PHILIPPINE SEA -- The Sailors of Helicopter Sea Combat Squadron (HSC) 23, Detachment 1, provide amphibious assault ship USS Tripoli with an important multi-role air asset.
HSC-23 performs several essential missions for the ship that include search and rescue (SAR), plane guard, vertical replenishment (VERTREP), personnel transportation and close air support for maritime operations.
“I think they are vitally important to air operations aboard Tripoli,” said Lt. Alex Chang, V-3 division officer aboard Tripoli, and a naval helicopter pilot. “HSC-23 provides a critical search and rescue asset.”
SAR is HSC-23’s primary mission aboard Tripoli because helicopters provide greater range and speed of recovery for personnel who have gone into the ocean.
“From the helicopters we can find and recover someone in the water in about 10 to 30 minutes, depending on their condition” said Lt. Cody Hull, a pilot assigned to HSC-23 Detachment 1’s secondary mission, plane guard, involves a helicopter orbiting in close proximity to the ship in the event something happens to another aircraft during takeoff or landing. An aircraft mishap like that could potentially turn into a SAR operation and the plane guard is there as a first responder.
The MH-60S Sea Hawk helicopters flown by HSC-23 are the latest version of an aircraft the Navy has been operating since the early 1980s. The Sea Hawks are smaller than the aircraft of the Marine Air Group (MAG) with an airframe designed for a changing mission set.
“I think the aircraft offers a lot of versatility. We can use the cabin for SAR, plane guard, PMC (passengers, mail, cargo) runs, or putting Marines in the back for various missions,” said Hull. “Earlier on in the deployment we were flying pretty much ten hours a day.”
Detachment 1 is made up of 49 Sailors; pilots, Navy Air Crewmen and maintainers who operate three helicopters. As a detachment aboard Tripoli, they need to integrate not only with the crew, but with the embarked 31st Marine Expeditionary Unit (MEU) as well.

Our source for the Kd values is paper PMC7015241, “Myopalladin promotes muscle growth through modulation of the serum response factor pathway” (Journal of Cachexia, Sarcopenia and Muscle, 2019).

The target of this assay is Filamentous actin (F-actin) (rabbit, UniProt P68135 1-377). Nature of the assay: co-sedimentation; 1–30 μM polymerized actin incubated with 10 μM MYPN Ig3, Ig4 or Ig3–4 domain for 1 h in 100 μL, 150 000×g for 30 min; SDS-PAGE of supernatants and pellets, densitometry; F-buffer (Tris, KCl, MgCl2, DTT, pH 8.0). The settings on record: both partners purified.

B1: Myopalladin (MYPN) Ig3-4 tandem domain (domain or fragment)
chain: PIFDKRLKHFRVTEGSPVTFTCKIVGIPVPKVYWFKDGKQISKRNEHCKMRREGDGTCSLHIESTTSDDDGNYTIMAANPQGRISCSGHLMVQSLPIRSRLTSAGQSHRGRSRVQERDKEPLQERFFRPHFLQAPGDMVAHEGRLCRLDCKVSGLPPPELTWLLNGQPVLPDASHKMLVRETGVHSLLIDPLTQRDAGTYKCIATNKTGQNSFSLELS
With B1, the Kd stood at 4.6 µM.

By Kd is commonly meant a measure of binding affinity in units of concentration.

“When the MEU is embarked, we integrate with them however we can,” said Hull. “Whether it is visit, board, search and seize (VBSS), surveillance, or reconnaissance, the more we integrate, the more things we can do with the Marines.”
A typical flight day starts with pre-flight checks on two aircraft. The secondary helicopter remains on standby in case the primary has technical issues.
Naval Air Crewman 2nd Class Scott Linto said during a plane guard mission, the helicopter flies with two pilots and the two air crewman. The air crewman serve as the crew chief and rescue swimmer. He added that HSC-23’s mission can change quickly and they have to be ready to pivot at a moments notice.
“Working out all the details as perfectly and quickly as we can is kind of fun,” said Linto. “Things change last second and you have to be flexible.”
Another regular mission HSC-23 assists with is VERTREP. This mission involves the helicopters flying between Tripoli and a replenishment vessel to pick up and gently deliver cargo.
“I would say VERTREP is definitely the most fun mission,” said Linto. “It’s dynamic. There’s a lot of conversation between pilots and aircrew, and a lot of coordination with people on the ground.”
The size and flexibility of the Sea Hawks provide options that the (MAG) aircraft do not have. Earlier in the deployment, HSC-23 transported Marines from Tripoli to USS Miguel Keith (ESB 5) to conduct VBSS missions.
“Each day that we’re onboard with the MEU is another step toward making the Navy and Marine team a more cohesive unit,” said Hull.
As deployment continues, Tripoli, HSC-23, and the 31st MEU operate together as a versatile unit, ready for the next mission, demonstrating the flexibility and versatility of the Navy and Marine Corps.
Tripoli is operating in the U.S. 7th Fleet area of operations to enhance interoperability with allies and partners and serve as a ready response force to defend peace and maintain stability in the Indo-Pacific region.
For more information about Tripoli, head to the command’s Facebook (www.facebook.com/usstripoli) and Instagram (www.instagram.com/officialusstripoli) pages.